A Pages:3 Words:696
This is just a sample.
To get a unique essay
Hire Writer
Type of paper: Essay
University/College: University of California
Download: .pdf, .docx, .epub, .txt

A limited time offer!

Get custom essay sample written according to your requirements

Urgent 3h delivery guaranteed

Order Now

Craddock Cup

1. The Craddock Cup in its current form should be continued in order to maximize CYSL’s profits. Although it looks as though the Cup is incurring a loss, we need to analyze the relevant and irrelevant costs to truly determine the financial impact of discontinuing the cup.

We will write a custom essay sample on Craddock Cup specifically for you
for only $13.90/page
Order Now

Although total expenses are $53,538, we need to eliminate the irrelevant, or unavoidable, costs when deciding whether the Cup should continue. In this case, the irrelevant, unavoidable costs include Rivaldo’s salary allocated to the tournament ($6,300), the field rental cost for the week ($1,200), and the rent/utilities expense for the Cup ($2,700).

When these costs are added, we get $10,200 in sunk costs that cannot be avoided regardless of the continuation of the Craddock Cup. Subtracting these irrelevant costs from the total expenses of the tournament, we get $43,338 in relevant costs. When you subtract these expenses from the revenue generated by the tournament, we end up with a relevant profit of $6,502. This means that the CYSL is making $6,502 more than it would if it eliminated the Craddock Cup. I would therefore recommend that the Craddock Cup be continued. 2.

My answer to the first question would change if the alternative to holding the Craddock Cup would be to rent the field to the Harvest Fair for $6,750. From purely a financial perspective, renting the field to the Harvest Fair would make the most sense. By doing this, the CYSL can make a $6,750 profit, excluding the allocated costs that are unavoidable and irrelevant. This is $248 more than the $6,502 they would profit by actually holding the tournament. So strictly by financial terms, it would make more sense to rent out the field in order to generate an increase in profit of $248 over the alternative of hosting the Craddock Cup. . When considering the decisions that management needs to make, it is important to consider not only the quantitative data, but also the qualitative characteristics. In this case, after considering the qualitative characteristics I would recommend that the CYSL continue to hold the Craddock Cup for multiple reasons. First of all, the influx of people that come to the tournament are advantageous for the nearby businesses. The economic advantages of the event would leave the town worse off than before. Also, the experience and opportunities that the Cup provides to high school soccer players are too crucial to ignore.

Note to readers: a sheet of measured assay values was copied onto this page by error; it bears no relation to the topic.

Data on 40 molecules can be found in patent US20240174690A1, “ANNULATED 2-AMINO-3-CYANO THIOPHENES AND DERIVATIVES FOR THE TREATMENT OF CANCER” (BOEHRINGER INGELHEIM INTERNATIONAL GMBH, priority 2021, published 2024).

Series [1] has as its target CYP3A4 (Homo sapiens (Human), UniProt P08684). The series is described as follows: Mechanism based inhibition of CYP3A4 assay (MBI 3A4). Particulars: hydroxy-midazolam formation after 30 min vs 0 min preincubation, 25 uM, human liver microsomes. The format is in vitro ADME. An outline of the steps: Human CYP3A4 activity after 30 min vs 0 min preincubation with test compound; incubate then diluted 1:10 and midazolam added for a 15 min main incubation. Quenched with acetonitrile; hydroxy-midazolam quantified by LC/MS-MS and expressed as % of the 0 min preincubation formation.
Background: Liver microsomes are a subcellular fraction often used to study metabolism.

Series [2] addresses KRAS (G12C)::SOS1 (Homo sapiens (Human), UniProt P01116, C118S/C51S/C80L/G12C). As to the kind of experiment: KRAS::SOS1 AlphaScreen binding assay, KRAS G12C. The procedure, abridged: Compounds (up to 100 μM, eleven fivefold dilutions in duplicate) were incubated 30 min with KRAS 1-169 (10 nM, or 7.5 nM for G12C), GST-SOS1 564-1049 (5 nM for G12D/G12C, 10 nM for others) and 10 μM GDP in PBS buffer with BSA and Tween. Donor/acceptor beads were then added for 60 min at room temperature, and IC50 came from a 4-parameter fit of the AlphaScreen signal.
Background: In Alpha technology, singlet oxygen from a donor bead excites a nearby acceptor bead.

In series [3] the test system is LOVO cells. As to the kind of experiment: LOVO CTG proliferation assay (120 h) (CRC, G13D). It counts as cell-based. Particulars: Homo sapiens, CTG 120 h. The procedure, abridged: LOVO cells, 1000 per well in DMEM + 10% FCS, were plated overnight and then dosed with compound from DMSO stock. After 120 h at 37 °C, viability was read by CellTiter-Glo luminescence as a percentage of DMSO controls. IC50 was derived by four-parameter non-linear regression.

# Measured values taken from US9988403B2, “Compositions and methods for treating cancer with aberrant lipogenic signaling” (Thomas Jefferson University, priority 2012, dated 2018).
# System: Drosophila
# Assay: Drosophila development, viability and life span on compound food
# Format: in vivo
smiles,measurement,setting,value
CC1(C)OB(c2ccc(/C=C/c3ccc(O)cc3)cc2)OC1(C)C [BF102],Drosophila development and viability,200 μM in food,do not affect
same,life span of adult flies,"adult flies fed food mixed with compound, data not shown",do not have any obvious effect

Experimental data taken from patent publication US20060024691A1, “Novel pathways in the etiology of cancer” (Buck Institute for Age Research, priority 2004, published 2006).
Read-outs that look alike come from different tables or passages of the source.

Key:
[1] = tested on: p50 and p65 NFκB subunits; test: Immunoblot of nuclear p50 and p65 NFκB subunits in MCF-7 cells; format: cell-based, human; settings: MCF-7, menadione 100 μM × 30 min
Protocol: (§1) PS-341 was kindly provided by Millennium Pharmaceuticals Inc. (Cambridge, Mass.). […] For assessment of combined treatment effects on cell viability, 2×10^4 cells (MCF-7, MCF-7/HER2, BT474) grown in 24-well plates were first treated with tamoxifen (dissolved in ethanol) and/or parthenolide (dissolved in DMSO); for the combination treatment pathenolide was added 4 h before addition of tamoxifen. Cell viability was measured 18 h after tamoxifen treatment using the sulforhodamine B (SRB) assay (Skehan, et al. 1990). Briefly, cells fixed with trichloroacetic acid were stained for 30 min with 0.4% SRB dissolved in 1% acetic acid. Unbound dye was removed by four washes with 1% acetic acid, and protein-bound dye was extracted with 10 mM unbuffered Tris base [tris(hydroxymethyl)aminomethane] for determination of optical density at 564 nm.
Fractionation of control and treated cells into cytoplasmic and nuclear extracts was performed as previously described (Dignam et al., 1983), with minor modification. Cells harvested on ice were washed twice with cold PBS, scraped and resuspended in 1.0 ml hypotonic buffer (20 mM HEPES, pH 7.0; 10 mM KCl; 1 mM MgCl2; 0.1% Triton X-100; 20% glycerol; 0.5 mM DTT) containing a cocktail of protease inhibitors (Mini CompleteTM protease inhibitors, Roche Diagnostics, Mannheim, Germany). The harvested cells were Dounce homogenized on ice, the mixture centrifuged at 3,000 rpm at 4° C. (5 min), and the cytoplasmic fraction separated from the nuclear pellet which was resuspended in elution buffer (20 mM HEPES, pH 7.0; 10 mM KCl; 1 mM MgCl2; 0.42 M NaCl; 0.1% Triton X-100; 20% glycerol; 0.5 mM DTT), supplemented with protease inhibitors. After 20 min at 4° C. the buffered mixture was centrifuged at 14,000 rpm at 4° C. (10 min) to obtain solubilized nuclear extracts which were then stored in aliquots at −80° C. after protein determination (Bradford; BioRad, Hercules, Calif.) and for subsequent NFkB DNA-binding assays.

By giving players a chance to gain recognition from college scouts and potentially get a scholarship, the tournament allows them to achieve their goals of playing college soccer. Another factor that must be discussed is the firing of the Renee Jansten. We do not know her current financial situation and would like to avoid firing anyone if at all avoidable. Lastly, the potential for future profits as the tournament gains more recognition and prestige should be enough to make CYSL keep running the Craddock Cup annually. 4. Exhibit A shows the expected financial impact of adding 32 more teams to the schedule.

Revenues would increase to $85,680 (assuming while expenses would rise to $87,806. This leads to a reported net income of -$2,126. However, if we remove the irrelevant, unavoidable costs ($10,200), we get a relevant profit of $8,074. This is $1,572 more than the $6,502 relevant profit expected from a 32-team tournament. It would therefore be in the greater interest of the CYSL to host a 64-team Craddock Cup next year. 5. The profit margin for the 32-team tournament is 3. 62% higher than the profit margin for the 64-team tournament. For the 32 team tournament, the profit margin is $6,502/$49,840=13. 5%. For the 64 team tournament, the profit margin decreases to $8,074/$85,680=9. 423%. Although the 64-team alternative has the lower profit margin, it has higher overall profits and is recommended. Exhibit A (64-Team Financials) Revenues:Calculations Registration Fees18,880Doubled T-Shirts 9,600Doubled Concessions34,560Doubled Soccer Clinic 8,640Doubled Contributions14,000Same Total Revenue85,680 Expenses: T-Shirts 3,840Doubled (Variable) Concessions17,280Doubled (Variable) Clinic 5,184Doubled (Variable) Insurance 4,608Doubled (Variable) Registration 1,500Same (Fixed)

Field Rental 8,760(1200+6 fields x $210 x 6 days) Balls 864Doubled (Variable) Refs12,800Doubled (Variable) Trophies 1,800Doubled (Variable) Hotels 6,400$80x 2 nights x 15 + 4,000 Face Books 570450+(95-75)x$6 Marketing 3,2002,200+1000 CYSL Salaries18,300Same (Fixed) CYSL Rent 2,700Same (Fixed) Total Expenses87,806 Net Income:($2,126) Irrelevant/Unavoidable Expenses: Field Rental 1,200 CYSL Salaries 6,300 CYSL Rent 2,700 Total Irr. Exp. 10,200 Relevant Expenses: 87,806-10,200=77,606 Relevant Profit: Revenue85,680 Rel. Exp77,606 Rel. Profit 8,074